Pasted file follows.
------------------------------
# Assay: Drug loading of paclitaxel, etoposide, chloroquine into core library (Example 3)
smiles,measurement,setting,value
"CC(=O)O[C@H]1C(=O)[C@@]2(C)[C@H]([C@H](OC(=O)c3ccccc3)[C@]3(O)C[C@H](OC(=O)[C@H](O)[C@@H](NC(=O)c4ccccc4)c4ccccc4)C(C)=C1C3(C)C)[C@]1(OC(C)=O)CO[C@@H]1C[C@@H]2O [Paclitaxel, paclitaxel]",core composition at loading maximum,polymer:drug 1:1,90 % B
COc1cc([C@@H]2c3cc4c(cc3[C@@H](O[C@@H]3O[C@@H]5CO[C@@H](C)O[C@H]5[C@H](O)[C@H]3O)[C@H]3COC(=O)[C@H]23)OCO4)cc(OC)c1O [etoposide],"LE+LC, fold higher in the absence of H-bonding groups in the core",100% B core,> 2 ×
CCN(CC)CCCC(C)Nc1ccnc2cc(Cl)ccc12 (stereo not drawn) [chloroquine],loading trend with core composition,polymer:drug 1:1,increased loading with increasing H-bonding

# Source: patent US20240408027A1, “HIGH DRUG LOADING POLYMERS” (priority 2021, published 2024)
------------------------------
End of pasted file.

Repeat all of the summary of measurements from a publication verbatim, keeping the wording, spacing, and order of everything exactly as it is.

# Assay: Drug loading of paclitaxel, etoposide, chloroquine into core library (Example 3)
smiles,measurement,setting,value
"CC(=O)O[C@H]1C(=O)[C@@]2(C)[C@H]([C@H](OC(=O)c3ccccc3)[C@]3(O)C[C@H](OC(=O)[C@H](O)[C@@H](NC(=O)c4ccccc4)c4ccccc4)C(C)=C1C3(C)C)[C@]1(OC(C)=O)CO[C@@H]1C[C@@H]2O [Paclitaxel, paclitaxel]",core composition at loading maximum,polymer:drug 1:1,90 % B
COc1cc([C@@H]2c3cc4c(cc3[C@@H](O[C@@H]3O[C@@H]5CO[C@@H](C)O[C@H]5[C@H](O)[C@H]3O)[C@H]3COC(=O)[C@H]23)OCO4)cc(OC)c1O [etoposide],"LE+LC, fold higher in the absence of H-bonding groups in the core",100% B core,> 2 ×
CCN(CC)CCCC(C)Nc1ccnc2cc(Cl)ccc12 (stereo not drawn) [chloroquine],loading trend with core composition,polymer:drug 1:1,increased loading with increasing H-bonding

# Source: patent US20240408027A1, “HIGH DRUG LOADING POLYMERS” (priority 2021, published 2024)